3 Strategies for Personalizing Your Customers’ Shopping Experience
With Forrester Research estimating that U.S. online retail sales will grow at a 10 percent annual growth rate from 2010 to 2015, reaching $279 billion, retailers have become laser-focused on creating and maintaining customer loyalty and improving the online shopping experience. However, as the online shopping habits of consumers evolve, so too must retailers’ strategies to ensure the most customized online shopping experience. Here are three strategies that online retailers can implement to improve the customer shopping experience:
1. Use the data available to you. From the checkout process to registration, retailers gather a great deal of data from their customers, yet many fail to use this information to enhance the customer experience. For example, if your company sells sports items and you ask me what my favorite team is, are you using my response to better serve me? If you ask me how I'd like to be contacted, are you actually honoring my preference? Leveraging data could be as simple as respecting customers’ personal preferences or category interests, but your site infrastructure needs to be designed to use it.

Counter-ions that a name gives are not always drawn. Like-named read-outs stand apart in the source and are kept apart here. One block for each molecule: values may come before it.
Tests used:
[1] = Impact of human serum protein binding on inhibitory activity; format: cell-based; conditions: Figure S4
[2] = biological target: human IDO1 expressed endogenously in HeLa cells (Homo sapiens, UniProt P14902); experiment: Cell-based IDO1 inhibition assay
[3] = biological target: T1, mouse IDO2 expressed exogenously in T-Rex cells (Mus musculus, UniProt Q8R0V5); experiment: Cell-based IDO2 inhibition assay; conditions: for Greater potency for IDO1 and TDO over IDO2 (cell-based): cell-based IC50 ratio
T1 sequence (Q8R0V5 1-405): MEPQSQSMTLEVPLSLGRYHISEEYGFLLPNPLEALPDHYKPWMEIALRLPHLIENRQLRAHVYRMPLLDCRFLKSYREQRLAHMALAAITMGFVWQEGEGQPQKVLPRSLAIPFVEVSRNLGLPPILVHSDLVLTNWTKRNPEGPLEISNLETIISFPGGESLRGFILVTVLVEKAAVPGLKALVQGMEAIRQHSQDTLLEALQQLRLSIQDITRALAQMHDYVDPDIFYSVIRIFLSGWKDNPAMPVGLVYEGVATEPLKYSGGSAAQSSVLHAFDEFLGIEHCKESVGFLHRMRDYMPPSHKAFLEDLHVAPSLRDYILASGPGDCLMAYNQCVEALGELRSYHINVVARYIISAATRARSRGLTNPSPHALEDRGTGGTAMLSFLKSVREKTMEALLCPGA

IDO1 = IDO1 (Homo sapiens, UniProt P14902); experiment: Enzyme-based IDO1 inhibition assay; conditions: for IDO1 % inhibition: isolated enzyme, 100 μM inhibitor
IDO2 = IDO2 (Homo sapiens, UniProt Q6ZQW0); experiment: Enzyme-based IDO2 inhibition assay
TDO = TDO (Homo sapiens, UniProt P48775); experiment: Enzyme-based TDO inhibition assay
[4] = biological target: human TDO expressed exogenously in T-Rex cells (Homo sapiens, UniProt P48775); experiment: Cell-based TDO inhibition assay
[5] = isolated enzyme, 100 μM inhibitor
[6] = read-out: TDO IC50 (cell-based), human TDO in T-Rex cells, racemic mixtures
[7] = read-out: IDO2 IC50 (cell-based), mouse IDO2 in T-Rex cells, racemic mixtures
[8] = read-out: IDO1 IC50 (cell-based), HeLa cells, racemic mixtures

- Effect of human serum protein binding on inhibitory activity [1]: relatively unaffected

2. Don’t insult consumers (duh!). If I’m shopping an apparel site and constantly get women-related offers, it's insulting. I'd never walk into a store and get directed to the women’s department. Likewise, if you're an airline or offer flight deals and you see I fly from Indianapolis nearly every flight, why would I get New York City departure deals?
As mentioned in the first point, use the data you’ve gathered from your customers to create a personalized shopping experience. If you want to take this one step further, you should be leveraging this data across multiple channels. If I just bought a product from you in-store, it doesn’t make sense to recommend it to me on your website. Cross-channel conversations work because customers want to be engaged where they are, not where you want them to be.
3. Interact with consumers in real time. Leverage a shopper's real-time behavior to change your website presentation and augment the shopping experience on an individual level. For instance, if I walked into Target and let a cashier know that I’m looking for a green umbrella, he or she wouldn't start showing me kid's backpacks. I often see retailers not listening to their customers by failing to manage their real-time intent.